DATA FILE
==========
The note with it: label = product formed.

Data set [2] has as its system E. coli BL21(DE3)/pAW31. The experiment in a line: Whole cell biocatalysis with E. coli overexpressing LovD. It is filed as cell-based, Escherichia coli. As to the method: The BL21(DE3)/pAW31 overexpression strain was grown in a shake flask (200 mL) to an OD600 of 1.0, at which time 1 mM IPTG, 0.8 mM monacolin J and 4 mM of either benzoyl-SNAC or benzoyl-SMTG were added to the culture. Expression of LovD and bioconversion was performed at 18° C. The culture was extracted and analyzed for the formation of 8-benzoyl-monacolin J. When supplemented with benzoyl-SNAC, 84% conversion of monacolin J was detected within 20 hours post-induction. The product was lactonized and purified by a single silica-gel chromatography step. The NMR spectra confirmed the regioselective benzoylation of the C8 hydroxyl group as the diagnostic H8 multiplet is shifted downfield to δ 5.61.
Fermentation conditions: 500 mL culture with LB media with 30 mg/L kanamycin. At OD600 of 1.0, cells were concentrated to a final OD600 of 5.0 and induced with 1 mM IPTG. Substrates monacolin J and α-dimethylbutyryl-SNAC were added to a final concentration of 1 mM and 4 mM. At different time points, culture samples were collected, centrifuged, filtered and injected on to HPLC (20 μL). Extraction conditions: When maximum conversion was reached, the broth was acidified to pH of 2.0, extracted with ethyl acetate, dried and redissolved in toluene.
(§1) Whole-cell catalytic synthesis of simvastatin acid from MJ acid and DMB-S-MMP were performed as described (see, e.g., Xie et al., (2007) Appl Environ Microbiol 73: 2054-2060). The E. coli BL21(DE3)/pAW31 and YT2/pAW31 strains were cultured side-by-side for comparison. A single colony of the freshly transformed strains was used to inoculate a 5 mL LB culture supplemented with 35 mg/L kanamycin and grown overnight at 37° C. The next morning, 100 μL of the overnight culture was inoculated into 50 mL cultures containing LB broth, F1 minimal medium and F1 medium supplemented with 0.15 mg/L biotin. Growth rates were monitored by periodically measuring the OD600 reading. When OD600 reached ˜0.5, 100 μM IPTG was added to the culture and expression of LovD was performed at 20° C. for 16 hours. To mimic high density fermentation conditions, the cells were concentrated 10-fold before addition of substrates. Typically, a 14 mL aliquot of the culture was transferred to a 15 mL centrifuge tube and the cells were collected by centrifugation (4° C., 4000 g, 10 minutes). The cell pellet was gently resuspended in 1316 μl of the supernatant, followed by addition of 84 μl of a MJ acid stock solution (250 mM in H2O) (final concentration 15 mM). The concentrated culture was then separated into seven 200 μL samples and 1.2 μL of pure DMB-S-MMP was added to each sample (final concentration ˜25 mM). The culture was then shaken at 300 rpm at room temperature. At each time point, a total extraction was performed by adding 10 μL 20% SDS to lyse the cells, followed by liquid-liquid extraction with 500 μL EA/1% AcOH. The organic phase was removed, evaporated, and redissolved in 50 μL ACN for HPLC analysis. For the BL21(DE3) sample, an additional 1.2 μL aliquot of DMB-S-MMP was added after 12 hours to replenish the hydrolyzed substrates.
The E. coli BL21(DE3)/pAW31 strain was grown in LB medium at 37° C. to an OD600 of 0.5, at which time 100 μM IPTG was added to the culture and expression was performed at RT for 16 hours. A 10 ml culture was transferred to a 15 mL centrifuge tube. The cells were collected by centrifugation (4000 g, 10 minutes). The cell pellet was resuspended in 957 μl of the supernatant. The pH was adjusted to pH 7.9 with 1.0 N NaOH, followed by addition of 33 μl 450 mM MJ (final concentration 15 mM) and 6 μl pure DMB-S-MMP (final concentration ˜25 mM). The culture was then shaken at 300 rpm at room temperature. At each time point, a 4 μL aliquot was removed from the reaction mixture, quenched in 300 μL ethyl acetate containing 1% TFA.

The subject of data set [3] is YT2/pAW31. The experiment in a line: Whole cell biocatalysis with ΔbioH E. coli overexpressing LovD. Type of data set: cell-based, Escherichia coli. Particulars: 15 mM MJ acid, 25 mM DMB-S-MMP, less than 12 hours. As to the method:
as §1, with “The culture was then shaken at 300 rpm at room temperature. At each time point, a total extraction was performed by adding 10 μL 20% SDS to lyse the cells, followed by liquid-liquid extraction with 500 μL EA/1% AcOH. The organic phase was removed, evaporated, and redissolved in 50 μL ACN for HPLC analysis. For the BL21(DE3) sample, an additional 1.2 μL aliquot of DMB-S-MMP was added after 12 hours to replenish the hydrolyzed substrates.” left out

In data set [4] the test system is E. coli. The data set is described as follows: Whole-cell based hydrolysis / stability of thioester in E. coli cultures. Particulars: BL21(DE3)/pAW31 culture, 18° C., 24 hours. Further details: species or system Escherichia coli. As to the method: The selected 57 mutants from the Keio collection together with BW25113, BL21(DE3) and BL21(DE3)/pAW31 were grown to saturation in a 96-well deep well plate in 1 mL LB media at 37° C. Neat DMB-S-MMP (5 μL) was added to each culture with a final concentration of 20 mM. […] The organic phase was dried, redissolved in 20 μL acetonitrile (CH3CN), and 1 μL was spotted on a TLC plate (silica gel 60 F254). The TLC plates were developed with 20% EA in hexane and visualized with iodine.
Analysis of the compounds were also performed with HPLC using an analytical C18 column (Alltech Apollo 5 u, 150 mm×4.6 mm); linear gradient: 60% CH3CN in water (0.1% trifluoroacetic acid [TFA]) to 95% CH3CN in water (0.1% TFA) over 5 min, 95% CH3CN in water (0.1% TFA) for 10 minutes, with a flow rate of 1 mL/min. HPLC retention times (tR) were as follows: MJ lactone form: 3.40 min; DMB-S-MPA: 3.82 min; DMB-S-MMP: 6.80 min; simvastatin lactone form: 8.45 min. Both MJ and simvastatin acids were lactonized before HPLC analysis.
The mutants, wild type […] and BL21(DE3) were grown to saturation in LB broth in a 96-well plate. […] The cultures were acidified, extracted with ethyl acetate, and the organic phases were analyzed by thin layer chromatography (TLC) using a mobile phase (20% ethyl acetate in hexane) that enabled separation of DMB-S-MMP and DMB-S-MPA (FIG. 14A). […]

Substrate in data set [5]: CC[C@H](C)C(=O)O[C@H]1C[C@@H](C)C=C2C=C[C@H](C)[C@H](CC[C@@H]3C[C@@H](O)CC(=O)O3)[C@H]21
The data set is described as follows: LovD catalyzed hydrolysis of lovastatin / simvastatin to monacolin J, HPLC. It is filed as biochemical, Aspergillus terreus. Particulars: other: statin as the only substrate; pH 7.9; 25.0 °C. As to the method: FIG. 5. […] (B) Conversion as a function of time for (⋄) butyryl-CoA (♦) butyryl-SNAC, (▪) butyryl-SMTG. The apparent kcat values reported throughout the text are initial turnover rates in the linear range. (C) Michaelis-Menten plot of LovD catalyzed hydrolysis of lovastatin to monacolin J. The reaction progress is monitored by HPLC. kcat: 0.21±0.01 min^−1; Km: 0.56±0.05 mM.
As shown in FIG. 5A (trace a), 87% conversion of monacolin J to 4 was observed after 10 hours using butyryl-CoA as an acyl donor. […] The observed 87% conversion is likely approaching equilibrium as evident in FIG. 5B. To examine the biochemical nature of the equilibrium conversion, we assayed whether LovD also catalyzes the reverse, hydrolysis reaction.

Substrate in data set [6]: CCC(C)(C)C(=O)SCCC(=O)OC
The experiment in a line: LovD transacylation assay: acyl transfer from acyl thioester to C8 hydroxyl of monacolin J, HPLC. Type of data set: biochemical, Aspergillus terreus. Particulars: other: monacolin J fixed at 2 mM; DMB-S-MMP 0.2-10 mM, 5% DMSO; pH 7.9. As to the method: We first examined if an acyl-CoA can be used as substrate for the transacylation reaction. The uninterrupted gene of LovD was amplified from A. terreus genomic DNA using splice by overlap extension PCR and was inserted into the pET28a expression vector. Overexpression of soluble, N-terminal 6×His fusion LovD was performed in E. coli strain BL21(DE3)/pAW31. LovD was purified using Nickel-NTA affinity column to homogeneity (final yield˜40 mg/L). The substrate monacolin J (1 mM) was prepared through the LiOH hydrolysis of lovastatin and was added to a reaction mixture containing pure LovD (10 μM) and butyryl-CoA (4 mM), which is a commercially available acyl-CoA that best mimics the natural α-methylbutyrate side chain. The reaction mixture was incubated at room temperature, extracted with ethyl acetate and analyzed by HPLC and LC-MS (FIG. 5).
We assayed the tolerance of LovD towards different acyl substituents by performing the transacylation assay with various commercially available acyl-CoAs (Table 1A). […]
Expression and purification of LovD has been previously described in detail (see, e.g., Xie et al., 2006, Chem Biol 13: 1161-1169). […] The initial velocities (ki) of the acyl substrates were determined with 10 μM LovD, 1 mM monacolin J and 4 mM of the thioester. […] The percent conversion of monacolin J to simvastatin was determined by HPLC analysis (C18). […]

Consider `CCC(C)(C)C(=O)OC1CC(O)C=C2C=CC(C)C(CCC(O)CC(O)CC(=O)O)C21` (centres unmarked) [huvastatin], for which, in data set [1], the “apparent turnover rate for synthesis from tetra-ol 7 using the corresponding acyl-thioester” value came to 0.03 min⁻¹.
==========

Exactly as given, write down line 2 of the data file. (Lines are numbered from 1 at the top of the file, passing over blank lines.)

Data set [2] has as its system E. coli BL21(DE3)/pAW31. The experiment in a line: Whole cell biocatalysis with E. coli overexpressing LovD. It is filed as cell-based, Escherichia coli. As to the method: The BL21(DE3)/pAW31 overexpression strain was grown in a shake flask (200 mL) to an OD600 of 1.0, at which time 1 mM IPTG, 0.8 mM monacolin J and 4 mM of either benzoyl-SNAC or benzoyl-SMTG were added to the culture. Expression of LovD and bioconversion was performed at 18° C. The culture was extracted and analyzed for the formation of 8-benzoyl-monacolin J. When supplemented with benzoyl-SNAC, 84% conversion of monacolin J was detected within 20 hours post-induction. The product was lactonized and purified by a single silica-gel chromatography step. The NMR spectra confirmed the regioselective benzoylation of the C8 hydroxyl group as the diagnostic H8 multiplet is shifted downfield to δ 5.61.